“What time does the first train leave for London in the morning?”
“Round about seven o’clock,” he said.
“You ain’t thinkin’ of chuckin’ the cruise, I hope, sir,” he went on, and the dejection in his voice showed that he was prepared for the worst.
“For a few hours, perhaps a night – that is all.”
“So you b’lieve they mean mischief?” growled Peter, jerking a thumb toward the yacht.
This direct and forcible reasoning was unexpected. Yet any level–headed man might have reached practically the same conclusions from the night’s happenings. They were clear enough to one versed in most of the intricacies and pitfalls of West African politics, nor did Warden endeavor to evade the point.
“I believe that there are people in London who should know what you and I know,” he said slowly. “Anyhow, let us turn in. Miss Evelyn Dane evidently sleeps on board. Perhaps the morning’s light may dispel some of the vapors that cloud our brains to–night.”
The early train from Cowes did not, however, carry Arthur Warden among the London–bound passengers.
A glimpse of Evelyn on the deck of the Sans Souci altered that portion of his plans. She waved a pleasant greeting, held up both hands with the fingers spread widely apart, and nodded her head in the direction of the town. He took the gesture to mean that she was going ashore at ten o’clock, and he signaled back the information that he would precede her at nine. Not until he found himself dawdling on the quay, killing time as lazily as possible, did the thought obtrude that he was extraordinarily anxious to meet her again. Of course, it irritated him. A smart soldier, with small means beyond his pay – with a foot just planted on the first rung of the administrator’s ladder in a land where life itself is too often the price asked for higher climbing – he had no business to show any undue desire to cultivate the acquaintance of young ladies so peculiarly eligible as Evelyn Dane. He knew this so well that he scoffed at the notion, put two knuckles between his lips, and emitted a peculiarly shrill and compelling whistle.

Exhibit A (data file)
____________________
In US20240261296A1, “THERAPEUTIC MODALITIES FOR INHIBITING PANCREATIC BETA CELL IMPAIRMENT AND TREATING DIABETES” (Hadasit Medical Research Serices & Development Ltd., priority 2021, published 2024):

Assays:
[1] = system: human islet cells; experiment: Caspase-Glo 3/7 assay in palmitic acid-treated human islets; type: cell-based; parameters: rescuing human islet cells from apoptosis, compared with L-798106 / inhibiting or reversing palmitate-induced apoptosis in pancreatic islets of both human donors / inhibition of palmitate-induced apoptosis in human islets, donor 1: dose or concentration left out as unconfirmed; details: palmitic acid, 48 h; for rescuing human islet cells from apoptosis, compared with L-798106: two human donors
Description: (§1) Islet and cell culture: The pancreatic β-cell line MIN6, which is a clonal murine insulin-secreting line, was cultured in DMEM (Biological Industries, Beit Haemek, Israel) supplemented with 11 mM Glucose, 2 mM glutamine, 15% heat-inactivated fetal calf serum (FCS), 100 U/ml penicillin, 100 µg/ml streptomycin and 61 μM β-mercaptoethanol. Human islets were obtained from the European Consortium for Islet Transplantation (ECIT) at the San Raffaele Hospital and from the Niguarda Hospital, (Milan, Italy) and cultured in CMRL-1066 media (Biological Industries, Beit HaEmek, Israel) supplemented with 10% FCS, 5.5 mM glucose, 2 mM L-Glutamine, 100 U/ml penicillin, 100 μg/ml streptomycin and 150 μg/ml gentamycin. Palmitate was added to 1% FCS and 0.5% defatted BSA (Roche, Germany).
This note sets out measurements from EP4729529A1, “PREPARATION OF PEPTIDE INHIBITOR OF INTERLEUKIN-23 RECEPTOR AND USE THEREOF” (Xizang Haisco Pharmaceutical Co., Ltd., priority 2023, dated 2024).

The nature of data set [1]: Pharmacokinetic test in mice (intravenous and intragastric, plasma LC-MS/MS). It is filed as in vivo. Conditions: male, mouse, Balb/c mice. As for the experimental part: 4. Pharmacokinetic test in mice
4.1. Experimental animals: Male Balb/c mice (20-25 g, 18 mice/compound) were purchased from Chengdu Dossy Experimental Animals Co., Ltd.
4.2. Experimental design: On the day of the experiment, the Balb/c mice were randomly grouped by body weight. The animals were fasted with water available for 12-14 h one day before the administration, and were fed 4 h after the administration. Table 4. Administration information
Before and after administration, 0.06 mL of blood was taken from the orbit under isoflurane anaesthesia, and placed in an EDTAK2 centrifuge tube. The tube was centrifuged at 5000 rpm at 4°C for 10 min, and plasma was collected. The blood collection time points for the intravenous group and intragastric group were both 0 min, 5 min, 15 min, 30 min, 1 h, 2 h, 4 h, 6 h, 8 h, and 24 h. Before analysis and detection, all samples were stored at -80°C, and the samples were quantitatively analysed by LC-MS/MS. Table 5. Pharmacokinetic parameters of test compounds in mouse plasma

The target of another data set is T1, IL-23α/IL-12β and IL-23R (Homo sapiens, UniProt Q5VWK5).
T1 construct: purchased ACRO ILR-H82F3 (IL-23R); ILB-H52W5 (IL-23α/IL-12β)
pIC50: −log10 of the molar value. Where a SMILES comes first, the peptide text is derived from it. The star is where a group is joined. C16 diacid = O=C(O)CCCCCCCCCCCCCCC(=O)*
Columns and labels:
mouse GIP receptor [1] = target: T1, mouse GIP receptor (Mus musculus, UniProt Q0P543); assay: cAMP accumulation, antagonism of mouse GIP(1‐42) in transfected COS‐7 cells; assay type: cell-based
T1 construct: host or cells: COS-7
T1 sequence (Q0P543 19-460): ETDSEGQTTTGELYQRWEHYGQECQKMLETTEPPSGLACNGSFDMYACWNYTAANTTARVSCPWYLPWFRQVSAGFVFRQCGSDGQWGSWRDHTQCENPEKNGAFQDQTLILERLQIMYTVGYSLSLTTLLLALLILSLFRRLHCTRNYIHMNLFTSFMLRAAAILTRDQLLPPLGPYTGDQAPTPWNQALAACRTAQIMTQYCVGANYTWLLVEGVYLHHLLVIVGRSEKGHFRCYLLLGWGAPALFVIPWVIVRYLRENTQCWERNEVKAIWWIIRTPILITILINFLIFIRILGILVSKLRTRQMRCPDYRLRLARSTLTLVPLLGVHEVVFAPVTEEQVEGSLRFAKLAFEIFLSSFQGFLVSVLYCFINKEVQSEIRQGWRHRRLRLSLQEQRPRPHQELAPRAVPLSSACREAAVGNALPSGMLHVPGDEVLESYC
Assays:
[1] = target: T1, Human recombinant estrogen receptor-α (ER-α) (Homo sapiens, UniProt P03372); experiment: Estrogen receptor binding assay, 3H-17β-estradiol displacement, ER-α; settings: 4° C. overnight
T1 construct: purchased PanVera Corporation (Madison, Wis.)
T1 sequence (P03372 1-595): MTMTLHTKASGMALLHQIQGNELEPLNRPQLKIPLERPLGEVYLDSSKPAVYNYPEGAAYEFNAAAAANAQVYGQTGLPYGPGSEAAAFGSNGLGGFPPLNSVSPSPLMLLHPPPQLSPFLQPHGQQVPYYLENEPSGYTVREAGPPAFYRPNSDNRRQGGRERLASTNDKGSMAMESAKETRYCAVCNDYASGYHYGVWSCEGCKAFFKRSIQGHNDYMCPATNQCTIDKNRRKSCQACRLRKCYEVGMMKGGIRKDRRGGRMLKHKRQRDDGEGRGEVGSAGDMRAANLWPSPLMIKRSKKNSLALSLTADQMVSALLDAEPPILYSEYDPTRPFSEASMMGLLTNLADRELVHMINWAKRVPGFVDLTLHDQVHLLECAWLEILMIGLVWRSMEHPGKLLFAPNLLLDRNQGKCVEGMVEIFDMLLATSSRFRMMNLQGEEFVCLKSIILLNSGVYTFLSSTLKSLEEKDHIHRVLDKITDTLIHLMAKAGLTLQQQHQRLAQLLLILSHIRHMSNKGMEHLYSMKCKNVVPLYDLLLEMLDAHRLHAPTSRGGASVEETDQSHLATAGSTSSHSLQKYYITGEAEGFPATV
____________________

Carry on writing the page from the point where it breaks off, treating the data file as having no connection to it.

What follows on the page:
For its special purpose – the summoning of a boy selling newspapers – it was a sure means toward an end. It drew the boy’s attention, even evoked his envy. But it chanced also to be a krooboy call on the Upper Niger, and in that capacity it brought a lean, swarthy face to the window of a bedroom in a quiet hotel overlooking the quay.
Se?or Miguel Figuero looked annoyed at first. His dark, prominent eyes searched the open space for one of the negroes whom he expected to find there, but his wrathful expression changed to blank incredulity when he saw Warden. The phase of sheer unbelief did not last long. He darted out of the room, and rapped sharply on a neighboring door.
“O Loanda, M’Wanga! you fit for get up one–time,” he shouted.
Crossing the corridor, he roused another dusky gentleman, Pana by name, with the same imperative command. Soon the four were gathered at a window and gazing at Warden.
“Dep’ty Commissioner Brass River lib,” whispered the Portuguese eagerly. “You savvy – him dat was in Oku bush las’ year. Him captain Hausa men. You lib for see him.”
“O Figuero,” said one of the negroes, seemingly their leader, “I plenty much savvy. I see him palaver in village.”
“S’pose we fit for catch ‘im?” suggested another.
“That fool talk here,” growled Figuero. “You lib for see him to–day – then we catch him bush one–time. I hear him give boat–boy whistle. Stick your eyes on him, you pagans, an’ don’t you lib for forget – savvy?”
They grunted agreement. The West African bushman has to depend almost exclusively on his five senses for continued existence, and there was little doubt that Arthur Warden would be recognized by each man at any future date within reason, no matter what uniform he wore, or how greatly his features might be altered by hardship or fever.
“Why he lib for dis place?” asked Loanda, the chief, who remembered Warden’s part in the suppression of a slave–raid and the punishment subsequently inflicted on those who aided and abetted it.
“No savvy – yet. I lib for watch – then I savvy,” said the Portuguese.
“O Figuero, I fit for chop,” murmured Pana, who found little amusement in gazing idly at an Englishman through a window when there were good things to eat in the hotel.
“All right. Go an’ chop, but remain in room till I come. Then I dash you one quart gin.”
“I chop one–time,” he said, and, indeed, the three looked as though they could tackle a roasted sheep comfortably.
Meanwhile, Warden opened his paper and took more interest than usual in the news. He learned that the emperor dined on board the imperial yacht and subsequently visited the Castle, being accompanied by Count von Rippenbach as aide–de–camp.
Warden did not pretend to have more than a passing knowledge of foreign politics, but he noted the name, the Count having undoubtedly been a party to the conference on the Sans Souci.
Another paragraph was of more immediate import, inasmuch as it tended to solve the mystery of the calabash. It ran: